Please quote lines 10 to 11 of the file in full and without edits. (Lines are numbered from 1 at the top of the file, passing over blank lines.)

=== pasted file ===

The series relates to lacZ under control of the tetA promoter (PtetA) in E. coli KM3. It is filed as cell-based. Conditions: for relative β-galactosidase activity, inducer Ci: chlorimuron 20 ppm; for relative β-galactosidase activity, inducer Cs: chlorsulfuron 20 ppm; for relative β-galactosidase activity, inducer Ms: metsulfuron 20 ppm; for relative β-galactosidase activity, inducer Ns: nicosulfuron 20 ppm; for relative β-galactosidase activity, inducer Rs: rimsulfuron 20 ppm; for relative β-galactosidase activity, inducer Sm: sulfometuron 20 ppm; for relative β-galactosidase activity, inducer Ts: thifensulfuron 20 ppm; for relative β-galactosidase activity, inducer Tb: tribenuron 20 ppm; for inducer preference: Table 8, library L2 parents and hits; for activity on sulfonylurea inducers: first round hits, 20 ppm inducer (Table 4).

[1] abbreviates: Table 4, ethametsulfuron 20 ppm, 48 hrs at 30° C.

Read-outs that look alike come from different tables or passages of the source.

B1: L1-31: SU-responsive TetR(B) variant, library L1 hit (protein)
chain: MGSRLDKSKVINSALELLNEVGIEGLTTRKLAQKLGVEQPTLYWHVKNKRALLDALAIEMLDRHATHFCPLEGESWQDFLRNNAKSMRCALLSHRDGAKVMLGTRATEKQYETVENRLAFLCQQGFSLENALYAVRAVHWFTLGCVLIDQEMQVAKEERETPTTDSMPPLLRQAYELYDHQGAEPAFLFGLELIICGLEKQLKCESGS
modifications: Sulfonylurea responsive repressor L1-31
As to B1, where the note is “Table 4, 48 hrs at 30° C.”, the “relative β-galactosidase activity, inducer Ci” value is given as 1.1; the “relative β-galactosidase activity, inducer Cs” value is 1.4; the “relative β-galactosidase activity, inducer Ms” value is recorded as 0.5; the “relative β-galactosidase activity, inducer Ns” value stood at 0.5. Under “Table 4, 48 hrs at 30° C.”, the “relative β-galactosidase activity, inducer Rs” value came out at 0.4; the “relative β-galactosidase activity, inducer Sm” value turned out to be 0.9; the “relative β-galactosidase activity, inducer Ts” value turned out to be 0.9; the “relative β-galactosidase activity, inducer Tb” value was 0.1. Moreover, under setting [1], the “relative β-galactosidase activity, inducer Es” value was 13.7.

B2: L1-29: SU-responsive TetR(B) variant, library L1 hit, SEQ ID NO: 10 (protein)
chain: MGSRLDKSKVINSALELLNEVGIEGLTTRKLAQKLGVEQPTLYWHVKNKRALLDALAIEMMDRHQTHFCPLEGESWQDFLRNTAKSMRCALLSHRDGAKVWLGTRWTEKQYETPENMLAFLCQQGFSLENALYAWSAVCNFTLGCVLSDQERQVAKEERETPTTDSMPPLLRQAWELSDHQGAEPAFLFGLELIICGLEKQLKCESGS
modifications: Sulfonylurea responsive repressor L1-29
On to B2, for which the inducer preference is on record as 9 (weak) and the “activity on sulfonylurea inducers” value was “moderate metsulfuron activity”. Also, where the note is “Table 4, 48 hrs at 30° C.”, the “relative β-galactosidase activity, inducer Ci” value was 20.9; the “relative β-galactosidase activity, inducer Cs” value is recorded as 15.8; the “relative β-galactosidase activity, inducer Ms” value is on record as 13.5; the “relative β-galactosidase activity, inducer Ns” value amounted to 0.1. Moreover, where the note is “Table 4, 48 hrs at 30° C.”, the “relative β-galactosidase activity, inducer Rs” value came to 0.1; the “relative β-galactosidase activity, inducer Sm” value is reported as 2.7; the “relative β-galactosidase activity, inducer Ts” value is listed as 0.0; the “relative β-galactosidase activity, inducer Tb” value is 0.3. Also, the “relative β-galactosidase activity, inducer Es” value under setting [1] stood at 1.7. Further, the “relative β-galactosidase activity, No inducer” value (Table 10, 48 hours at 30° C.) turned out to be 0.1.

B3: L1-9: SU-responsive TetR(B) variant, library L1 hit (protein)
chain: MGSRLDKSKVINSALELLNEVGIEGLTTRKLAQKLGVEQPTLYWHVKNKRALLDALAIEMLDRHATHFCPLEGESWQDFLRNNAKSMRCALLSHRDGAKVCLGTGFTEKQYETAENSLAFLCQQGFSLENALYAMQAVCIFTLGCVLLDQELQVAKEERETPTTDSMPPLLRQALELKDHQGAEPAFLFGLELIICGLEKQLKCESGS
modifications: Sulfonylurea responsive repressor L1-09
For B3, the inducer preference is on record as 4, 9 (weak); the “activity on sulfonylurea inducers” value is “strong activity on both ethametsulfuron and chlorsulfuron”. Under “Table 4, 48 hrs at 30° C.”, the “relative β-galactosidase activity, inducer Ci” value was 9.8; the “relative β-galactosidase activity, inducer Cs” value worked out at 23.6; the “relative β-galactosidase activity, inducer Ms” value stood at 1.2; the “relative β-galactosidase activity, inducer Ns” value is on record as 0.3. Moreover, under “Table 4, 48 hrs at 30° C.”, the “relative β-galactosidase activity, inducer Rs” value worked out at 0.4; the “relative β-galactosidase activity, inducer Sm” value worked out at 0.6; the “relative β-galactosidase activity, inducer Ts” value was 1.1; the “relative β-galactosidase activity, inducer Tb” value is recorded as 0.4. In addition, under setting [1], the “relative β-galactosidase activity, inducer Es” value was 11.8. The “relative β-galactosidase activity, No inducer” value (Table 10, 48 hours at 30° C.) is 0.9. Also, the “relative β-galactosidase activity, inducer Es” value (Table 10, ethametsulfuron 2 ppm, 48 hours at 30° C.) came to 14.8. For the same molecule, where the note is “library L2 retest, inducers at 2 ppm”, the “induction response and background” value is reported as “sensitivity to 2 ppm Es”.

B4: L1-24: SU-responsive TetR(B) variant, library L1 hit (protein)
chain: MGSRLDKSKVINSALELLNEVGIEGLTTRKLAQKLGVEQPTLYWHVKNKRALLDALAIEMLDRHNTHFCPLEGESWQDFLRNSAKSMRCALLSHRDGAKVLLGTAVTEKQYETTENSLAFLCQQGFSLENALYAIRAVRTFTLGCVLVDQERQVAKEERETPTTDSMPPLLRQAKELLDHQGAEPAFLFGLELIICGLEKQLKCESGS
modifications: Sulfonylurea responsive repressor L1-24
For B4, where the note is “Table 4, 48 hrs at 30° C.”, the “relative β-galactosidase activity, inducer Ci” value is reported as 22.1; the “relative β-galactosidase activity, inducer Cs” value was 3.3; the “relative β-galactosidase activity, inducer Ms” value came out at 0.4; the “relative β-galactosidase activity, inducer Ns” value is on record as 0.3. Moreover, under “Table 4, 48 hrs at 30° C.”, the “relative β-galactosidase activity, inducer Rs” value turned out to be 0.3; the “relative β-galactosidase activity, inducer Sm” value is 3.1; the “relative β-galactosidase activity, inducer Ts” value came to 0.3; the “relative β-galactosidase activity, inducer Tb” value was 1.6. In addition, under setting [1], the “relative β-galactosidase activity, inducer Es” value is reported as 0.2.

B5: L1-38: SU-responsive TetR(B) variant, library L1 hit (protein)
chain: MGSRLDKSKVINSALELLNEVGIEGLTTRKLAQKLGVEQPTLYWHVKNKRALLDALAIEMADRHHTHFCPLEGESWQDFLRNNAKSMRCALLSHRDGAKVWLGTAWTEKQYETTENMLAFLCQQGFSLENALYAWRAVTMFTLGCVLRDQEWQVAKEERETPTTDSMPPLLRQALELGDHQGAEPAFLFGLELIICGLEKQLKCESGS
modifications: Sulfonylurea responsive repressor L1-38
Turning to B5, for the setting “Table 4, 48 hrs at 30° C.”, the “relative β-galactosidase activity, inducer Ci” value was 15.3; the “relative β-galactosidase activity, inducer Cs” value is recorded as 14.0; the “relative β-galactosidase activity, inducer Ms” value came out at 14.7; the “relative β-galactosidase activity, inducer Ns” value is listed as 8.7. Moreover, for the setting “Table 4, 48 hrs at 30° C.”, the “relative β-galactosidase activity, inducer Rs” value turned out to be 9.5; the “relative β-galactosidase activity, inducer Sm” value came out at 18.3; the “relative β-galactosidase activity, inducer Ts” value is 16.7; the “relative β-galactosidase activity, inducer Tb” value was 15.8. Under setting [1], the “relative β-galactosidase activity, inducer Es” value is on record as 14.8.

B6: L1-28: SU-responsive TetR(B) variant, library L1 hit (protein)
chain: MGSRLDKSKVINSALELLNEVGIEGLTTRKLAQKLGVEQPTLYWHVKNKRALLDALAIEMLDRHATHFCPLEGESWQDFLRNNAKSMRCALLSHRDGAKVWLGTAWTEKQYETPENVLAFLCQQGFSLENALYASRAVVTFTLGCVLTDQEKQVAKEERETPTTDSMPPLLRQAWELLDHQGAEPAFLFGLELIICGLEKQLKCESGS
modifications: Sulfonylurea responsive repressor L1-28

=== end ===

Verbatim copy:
modifications: Sulfonylurea responsive repressor L1-29
On to B2, for which the inducer preference is on record as 9 (weak) and the “activity on sulfonylurea inducers” value was “moderate metsulfuron activity”. Also, where the note is “Table 4, 48 hrs at 30° C.”, the “relative β-galactosidase activity, inducer Ci” value was 20.9; the “relative β-galactosidase activity, inducer Cs” value is recorded as 15.8; the “relative β-galactosidase activity, inducer Ms” value is on record as 13.5; the “relative β-galactosidase activity, inducer Ns” value amounted to 0.1. Moreover, where the note is “Table 4, 48 hrs at 30° C.”, the “relative β-galactosidase activity, inducer Rs” value came to 0.1; the “relative β-galactosidase activity, inducer Sm” value is reported as 2.7; the “relative β-galactosidase activity, inducer Ts” value is listed as 0.0; the “relative β-galactosidase activity, inducer Tb” value is 0.3. Also, the “relative β-galactosidase activity, inducer Es” value under setting [1] stood at 1.7. Further, the “relative β-galactosidase activity, No inducer” value (Table 10, 48 hours at 30° C.) turned out to be 0.1.